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Analytical Chemistry

Small Molecules Unmasked In Mass Spectrometry

Deuterated matrix allows researchers to probe small-molecule pharmaceuticals with MALDI mass spec

by Journal News and Community
August 6, 2012 | A version of this story appeared in Volume 90, Issue 32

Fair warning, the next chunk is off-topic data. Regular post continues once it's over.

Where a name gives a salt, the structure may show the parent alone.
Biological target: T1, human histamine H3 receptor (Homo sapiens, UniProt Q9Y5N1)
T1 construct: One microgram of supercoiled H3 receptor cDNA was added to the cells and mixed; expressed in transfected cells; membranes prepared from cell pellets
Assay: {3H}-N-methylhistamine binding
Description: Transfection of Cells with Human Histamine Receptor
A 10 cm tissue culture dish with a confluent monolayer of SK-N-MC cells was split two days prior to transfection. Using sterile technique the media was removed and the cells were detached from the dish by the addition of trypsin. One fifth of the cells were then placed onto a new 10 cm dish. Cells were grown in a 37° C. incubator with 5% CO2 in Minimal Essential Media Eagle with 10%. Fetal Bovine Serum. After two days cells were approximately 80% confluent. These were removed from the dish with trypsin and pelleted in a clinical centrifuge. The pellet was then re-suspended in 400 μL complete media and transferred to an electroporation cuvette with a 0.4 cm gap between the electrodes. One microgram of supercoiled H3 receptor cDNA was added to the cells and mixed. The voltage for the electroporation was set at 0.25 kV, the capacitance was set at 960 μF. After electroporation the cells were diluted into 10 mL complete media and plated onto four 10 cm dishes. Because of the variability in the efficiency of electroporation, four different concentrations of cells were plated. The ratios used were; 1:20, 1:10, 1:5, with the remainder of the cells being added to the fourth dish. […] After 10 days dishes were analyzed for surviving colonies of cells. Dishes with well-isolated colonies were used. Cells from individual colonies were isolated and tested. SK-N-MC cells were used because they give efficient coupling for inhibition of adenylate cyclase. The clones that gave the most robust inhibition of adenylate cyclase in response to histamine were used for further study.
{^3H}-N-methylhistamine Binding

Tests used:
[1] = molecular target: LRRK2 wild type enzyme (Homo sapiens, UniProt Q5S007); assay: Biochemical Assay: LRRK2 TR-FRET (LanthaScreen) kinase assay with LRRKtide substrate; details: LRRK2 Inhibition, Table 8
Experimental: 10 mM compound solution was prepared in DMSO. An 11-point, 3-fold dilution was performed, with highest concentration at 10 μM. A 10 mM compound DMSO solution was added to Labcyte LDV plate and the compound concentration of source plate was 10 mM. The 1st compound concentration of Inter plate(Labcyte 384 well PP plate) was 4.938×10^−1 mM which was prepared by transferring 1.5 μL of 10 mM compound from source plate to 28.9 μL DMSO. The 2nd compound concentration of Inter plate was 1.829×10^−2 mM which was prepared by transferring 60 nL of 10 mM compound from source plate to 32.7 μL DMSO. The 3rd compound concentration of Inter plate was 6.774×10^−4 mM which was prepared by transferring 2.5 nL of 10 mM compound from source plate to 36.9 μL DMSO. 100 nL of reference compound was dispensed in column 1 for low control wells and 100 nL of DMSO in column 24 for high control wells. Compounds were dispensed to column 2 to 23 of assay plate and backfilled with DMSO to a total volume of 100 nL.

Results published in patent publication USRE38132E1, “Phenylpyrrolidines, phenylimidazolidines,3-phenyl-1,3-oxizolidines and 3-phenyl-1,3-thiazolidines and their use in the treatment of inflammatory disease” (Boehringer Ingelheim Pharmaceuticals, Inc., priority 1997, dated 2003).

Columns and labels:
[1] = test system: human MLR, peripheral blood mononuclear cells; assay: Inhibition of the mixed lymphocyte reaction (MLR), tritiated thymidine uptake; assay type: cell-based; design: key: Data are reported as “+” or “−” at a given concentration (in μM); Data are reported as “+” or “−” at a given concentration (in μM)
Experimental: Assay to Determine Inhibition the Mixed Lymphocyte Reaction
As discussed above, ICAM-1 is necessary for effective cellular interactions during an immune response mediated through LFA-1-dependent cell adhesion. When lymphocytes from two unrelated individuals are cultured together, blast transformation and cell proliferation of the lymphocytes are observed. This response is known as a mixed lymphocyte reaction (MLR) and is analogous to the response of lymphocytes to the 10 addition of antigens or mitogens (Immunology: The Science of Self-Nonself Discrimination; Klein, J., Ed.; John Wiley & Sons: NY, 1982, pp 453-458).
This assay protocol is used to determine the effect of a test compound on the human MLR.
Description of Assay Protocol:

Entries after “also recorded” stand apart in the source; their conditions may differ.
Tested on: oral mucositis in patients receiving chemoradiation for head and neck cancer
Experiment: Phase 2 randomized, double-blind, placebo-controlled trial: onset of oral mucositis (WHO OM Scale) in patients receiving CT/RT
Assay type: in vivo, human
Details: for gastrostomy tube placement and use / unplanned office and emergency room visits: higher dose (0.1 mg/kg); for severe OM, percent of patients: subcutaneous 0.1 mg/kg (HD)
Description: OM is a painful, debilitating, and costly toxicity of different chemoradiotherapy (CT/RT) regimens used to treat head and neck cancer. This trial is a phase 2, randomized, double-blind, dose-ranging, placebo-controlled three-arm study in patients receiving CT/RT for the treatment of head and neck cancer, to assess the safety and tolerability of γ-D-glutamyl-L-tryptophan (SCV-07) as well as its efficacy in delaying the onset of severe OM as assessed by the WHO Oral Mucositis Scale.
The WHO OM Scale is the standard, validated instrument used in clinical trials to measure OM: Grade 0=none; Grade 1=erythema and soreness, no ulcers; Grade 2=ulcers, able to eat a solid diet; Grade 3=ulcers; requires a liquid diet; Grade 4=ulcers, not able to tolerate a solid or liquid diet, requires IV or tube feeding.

Matrix-assisted laser desorption/ionization (MALDI) mass spectrometry is useful for probing biomolecules heavier than 600 daltons, but it struggles to analyze small molecules. Now, researchers have discovered that simply deuterating the MALDI matrix allows them to identify previously hidden small molecules, including neurotransmitters and pharmaceuticals (Anal. Chem., DOI: 10.1021/​ac301498m). In MALDI, clusters of matrix molecules often mask the signal of small molecules. Mohammadreza Shariatgorji, a postdoctoral researcher in Per E. Andrén’s medical mass spectrometry lab at Uppsala University, in Sweden, decided to alter the matrix signals slightly to uncover the signals of small molecules known to be hidden by certain matrix clusters. He and his colleagues replaced four aromatic hydrogens with deuterium in a standard matrix material, α-cyano-4-hydroxycinnamic acid (CHCA). The isotopes shifted the matrix peaks by 4, 8, or 12 Da for CHCA and for clusters of two or three CHCA molecules, respectively. To demonstrate the technique, Shariatgorji and his colleagues used it on rat tissue samples to identify three small molecules: a natural product, berberine; a synthetic drug, amiloride; and a neurotransmitter, acetylcholine.


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